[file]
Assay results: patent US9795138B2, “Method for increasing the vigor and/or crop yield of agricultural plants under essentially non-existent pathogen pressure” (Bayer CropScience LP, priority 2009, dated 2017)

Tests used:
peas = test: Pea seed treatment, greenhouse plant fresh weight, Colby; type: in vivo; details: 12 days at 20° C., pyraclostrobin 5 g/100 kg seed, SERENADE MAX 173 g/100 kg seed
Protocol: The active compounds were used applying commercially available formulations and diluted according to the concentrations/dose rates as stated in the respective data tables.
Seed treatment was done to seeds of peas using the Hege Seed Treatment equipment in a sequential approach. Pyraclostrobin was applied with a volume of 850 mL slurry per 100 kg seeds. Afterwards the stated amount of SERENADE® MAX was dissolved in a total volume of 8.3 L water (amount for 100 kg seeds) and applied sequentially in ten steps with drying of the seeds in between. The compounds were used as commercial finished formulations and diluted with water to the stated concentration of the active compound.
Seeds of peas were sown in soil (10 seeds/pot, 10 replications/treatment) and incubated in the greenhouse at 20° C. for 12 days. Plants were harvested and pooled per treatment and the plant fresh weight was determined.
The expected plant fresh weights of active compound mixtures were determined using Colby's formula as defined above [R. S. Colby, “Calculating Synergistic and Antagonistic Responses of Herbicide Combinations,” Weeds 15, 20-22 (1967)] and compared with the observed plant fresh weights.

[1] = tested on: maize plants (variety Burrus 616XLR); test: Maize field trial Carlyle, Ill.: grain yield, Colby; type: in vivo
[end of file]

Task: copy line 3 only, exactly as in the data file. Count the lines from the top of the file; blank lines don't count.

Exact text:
peas = test: Pea seed treatment, greenhouse plant fresh weight, Colby; type: in vivo; details: 12 days at 20° C., pyraclostrobin 5 g/100 kg seed, SERENADE MAX 173 g/100 kg seed